"Jumping" DNA: A Tool for Finding Cancer Genes
Researchers have developed a new method of inducing cancer in mice and then rapidly identifying the genes involved. The mice are engineered to carry bits of DNA called transposons that, in the presence of a particular protein, jump randomly around the chromosomes of mouse cells, occasionally landing in genes and causing mutations.
As genetic mutations accumulate, the mice develop aggressive tumors and die. Researchers can pinpoint which genes were mutated by tracking molecular "tags" that mark where the transposons inserted themselves. Commonly mutated genes in mouse tumors may be versions of cancer genes in people.
"We think this is a powerful way to identify cancer genes for many different cancers," says Dr. Neal Copeland of the Mouse Cancer Genetics Program in the National Cancer Institute's (NCI's) Center for Cancer Research. "A number of the cancer genes we have found so far in the mice are known cancer genes in humans." Read more
The Cancer Genome: An Important Project for a New Era
Why do colon polyps in some patients never amount to more than a benign nodule, while in other patients they progress to a mortal threat? Why do two patients with the "same" type and stage of breast cancer respond so differently to the same treatment? The answers lie in gaining a deeper understanding of the genetic differences between cancer types. Working with the National Human Genome Research Institute (NHGRI), NCI hopes to undertake a project to characterize the human cancer genome, which we believe will allow us to gain such an understanding and much more.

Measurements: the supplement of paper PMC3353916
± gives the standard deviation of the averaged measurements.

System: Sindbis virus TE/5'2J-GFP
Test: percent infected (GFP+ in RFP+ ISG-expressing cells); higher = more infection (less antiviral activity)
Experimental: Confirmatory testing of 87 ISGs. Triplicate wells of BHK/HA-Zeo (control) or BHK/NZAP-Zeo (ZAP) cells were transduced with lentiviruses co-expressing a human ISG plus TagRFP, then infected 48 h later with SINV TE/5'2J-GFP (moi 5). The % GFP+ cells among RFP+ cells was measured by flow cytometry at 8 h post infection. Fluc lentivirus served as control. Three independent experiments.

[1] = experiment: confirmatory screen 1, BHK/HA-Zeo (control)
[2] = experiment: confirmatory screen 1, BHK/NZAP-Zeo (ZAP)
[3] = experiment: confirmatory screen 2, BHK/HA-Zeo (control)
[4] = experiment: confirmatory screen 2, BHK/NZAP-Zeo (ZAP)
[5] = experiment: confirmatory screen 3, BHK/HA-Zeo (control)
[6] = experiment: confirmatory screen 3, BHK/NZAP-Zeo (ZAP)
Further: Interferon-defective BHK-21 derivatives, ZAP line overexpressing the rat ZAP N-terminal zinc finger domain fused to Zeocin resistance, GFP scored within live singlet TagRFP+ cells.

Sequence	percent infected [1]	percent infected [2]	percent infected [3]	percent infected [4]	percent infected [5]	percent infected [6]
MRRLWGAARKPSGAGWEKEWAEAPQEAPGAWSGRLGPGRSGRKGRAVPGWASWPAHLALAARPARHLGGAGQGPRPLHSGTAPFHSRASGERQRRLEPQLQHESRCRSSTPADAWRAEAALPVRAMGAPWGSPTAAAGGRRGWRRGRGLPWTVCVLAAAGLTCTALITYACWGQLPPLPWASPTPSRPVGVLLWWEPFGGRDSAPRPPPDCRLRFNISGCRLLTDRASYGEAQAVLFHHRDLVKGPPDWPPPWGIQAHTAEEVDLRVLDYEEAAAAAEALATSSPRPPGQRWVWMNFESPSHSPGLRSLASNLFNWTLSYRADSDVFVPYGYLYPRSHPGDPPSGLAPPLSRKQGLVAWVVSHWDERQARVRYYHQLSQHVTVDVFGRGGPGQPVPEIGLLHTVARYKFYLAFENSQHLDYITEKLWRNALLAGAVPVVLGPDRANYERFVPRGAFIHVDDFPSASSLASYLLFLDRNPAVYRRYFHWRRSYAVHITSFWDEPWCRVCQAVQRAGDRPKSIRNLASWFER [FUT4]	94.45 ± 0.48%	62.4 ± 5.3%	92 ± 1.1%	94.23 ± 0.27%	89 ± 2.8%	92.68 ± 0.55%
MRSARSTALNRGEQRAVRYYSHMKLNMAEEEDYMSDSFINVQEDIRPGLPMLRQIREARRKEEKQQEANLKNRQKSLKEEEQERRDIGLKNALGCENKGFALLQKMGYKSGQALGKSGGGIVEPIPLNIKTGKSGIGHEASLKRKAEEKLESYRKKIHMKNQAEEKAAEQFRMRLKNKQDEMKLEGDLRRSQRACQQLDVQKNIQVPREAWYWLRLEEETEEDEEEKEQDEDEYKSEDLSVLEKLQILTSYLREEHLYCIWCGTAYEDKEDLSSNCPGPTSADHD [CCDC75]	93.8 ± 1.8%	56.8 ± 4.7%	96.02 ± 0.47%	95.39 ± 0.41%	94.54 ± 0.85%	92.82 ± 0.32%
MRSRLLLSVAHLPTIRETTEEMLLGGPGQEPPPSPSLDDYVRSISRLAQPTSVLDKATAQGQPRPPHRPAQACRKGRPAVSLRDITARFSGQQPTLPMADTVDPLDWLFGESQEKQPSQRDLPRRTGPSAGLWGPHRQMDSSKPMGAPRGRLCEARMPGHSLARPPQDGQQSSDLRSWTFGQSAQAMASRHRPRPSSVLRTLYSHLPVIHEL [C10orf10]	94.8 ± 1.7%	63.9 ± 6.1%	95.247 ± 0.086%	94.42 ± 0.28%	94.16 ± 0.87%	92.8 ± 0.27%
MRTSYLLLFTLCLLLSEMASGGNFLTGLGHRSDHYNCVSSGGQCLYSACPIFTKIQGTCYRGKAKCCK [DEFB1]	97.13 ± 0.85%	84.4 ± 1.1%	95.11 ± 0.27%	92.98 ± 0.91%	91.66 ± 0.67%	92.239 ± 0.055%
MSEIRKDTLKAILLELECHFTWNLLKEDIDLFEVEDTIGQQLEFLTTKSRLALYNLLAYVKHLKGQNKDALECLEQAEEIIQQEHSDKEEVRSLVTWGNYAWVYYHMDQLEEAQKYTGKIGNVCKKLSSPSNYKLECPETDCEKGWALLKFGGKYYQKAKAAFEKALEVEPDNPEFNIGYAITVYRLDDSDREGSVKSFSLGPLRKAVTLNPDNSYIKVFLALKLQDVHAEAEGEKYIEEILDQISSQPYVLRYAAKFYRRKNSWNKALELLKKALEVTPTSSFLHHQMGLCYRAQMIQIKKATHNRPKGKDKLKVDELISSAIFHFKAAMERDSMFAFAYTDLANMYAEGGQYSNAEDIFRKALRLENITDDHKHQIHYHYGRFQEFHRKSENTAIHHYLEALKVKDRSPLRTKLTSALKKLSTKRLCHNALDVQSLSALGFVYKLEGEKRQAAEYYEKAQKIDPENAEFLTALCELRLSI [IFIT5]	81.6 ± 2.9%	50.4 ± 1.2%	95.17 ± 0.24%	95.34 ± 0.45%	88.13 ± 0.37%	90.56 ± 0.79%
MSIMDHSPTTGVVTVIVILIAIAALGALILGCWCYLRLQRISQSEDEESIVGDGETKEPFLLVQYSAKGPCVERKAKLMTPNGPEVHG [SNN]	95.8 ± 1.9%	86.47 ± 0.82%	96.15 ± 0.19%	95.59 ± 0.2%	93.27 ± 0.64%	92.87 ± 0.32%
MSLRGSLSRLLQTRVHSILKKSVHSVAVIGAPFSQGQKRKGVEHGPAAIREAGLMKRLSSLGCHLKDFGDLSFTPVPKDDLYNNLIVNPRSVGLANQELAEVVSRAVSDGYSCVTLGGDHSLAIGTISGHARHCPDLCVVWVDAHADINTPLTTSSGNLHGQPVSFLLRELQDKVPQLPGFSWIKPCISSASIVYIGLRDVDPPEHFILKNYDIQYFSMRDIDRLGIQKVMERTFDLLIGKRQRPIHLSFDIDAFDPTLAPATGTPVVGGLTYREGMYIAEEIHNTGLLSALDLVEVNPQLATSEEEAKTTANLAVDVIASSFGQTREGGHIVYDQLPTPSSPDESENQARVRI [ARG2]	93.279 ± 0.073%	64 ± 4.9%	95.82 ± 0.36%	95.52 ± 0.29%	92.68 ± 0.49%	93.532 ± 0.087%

Although we know more about the molecular basis of many cancers than we did just 5 years ago, the heterogeneity of these approximately 200 diseases has precluded a comprehensive understanding of the genetic aberrations that fuel them. A more systematic understanding could elucidate the cellular pathways that spur cancer cell growth and enable their spread throughout the body. This information, in turn, will provide a catalog of therapeutic targets and allow clinical trials to focus on patients who are most likely to respond to an agent based on knowledge of patients' tumor genetics. And these are just some of the expected benefits. Read more